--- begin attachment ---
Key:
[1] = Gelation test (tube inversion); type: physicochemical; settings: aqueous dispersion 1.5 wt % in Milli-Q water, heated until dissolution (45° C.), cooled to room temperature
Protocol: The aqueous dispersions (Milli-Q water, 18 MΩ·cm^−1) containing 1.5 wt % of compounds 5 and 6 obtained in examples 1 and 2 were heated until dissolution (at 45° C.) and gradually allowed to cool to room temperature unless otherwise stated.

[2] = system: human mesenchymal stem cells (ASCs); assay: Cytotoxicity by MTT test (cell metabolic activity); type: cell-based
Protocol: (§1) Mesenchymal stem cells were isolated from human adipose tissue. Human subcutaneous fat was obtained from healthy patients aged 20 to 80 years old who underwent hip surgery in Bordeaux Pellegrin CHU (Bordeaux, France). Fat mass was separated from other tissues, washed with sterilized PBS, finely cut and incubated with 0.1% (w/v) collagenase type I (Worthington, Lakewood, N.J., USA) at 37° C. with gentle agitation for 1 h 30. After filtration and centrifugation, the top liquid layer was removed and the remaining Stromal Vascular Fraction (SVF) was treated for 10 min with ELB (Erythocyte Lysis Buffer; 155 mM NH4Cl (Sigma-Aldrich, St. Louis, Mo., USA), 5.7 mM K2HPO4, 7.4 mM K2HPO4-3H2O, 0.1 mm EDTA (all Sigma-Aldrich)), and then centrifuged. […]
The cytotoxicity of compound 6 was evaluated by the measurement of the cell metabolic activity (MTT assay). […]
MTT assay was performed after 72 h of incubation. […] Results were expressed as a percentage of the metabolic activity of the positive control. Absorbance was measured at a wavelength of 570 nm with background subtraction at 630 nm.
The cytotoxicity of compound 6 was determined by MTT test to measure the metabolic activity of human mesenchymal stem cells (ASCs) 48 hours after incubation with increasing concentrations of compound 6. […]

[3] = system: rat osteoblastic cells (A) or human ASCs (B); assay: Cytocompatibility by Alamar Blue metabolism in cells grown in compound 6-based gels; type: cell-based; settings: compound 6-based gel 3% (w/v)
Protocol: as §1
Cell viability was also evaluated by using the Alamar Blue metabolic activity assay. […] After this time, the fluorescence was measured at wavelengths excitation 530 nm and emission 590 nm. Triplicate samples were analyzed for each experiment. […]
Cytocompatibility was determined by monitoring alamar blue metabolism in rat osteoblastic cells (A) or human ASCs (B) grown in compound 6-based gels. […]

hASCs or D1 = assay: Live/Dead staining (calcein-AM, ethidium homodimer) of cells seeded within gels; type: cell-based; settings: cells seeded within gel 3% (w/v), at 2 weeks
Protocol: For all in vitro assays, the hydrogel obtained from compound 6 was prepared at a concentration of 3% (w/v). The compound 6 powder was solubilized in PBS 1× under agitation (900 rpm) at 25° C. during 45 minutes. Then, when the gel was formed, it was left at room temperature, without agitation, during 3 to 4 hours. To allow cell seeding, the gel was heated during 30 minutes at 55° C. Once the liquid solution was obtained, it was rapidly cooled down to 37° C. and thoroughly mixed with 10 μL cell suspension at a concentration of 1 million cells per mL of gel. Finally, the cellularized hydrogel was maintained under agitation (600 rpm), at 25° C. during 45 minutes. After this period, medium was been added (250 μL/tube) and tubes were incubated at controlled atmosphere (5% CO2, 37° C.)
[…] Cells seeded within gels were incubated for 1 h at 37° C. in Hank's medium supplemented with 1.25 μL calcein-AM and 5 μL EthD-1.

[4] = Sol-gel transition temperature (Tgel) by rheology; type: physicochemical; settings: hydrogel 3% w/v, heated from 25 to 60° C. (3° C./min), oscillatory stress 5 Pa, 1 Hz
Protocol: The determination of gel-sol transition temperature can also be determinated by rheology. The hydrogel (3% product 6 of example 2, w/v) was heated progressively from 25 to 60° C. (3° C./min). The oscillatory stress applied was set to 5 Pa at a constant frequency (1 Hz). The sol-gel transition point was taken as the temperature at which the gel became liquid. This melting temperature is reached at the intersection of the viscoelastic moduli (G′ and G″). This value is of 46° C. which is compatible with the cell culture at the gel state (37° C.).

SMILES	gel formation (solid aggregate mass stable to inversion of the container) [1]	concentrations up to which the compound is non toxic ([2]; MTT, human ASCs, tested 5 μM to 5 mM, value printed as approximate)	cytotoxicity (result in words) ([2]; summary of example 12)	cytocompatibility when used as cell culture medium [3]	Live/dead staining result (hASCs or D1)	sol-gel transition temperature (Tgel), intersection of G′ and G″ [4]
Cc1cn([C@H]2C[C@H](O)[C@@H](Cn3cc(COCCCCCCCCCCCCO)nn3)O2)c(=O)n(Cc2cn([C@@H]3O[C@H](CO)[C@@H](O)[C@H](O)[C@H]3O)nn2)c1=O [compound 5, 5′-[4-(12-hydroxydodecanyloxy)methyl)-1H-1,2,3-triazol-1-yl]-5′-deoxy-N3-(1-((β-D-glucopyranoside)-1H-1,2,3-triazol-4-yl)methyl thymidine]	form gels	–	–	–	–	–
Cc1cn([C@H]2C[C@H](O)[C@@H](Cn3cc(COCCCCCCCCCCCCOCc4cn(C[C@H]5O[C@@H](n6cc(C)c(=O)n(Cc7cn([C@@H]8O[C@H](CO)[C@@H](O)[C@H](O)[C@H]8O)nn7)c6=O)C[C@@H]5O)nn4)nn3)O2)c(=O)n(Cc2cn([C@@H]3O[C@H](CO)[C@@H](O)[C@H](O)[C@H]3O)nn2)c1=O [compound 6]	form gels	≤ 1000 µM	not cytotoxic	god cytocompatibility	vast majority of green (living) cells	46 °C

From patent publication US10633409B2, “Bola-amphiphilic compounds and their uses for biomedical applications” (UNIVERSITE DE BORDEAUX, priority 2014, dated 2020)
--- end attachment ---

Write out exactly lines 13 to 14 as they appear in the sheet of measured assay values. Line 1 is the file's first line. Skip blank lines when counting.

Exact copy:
hASCs or D1 = assay: Live/Dead staining (calcein-AM, ethidium homodimer) of cells seeded within gels; type: cell-based; settings: cells seeded within gel 3% (w/v), at 2 weeks
Protocol: For all in vitro assays, the hydrogel obtained from compound 6 was prepared at a concentration of 3% (w/v). The compound 6 powder was solubilized in PBS 1× under agitation (900 rpm) at 25° C. during 45 minutes. Then, when the gel was formed, it was left at room temperature, without agitation, during 3 to 4 hours. To allow cell seeding, the gel was heated during 30 minutes at 55° C. Once the liquid solution was obtained, it was rapidly cooled down to 37° C. and thoroughly mixed with 10 μL cell suspension at a concentration of 1 million cells per mL of gel. Finally, the cellularized hydrogel was maintained under agitation (600 rpm), at 25° C. during 45 minutes. After this period, medium was been added (250 μL/tube) and tubes were incubated at controlled atmosphere (5% CO2, 37° C.)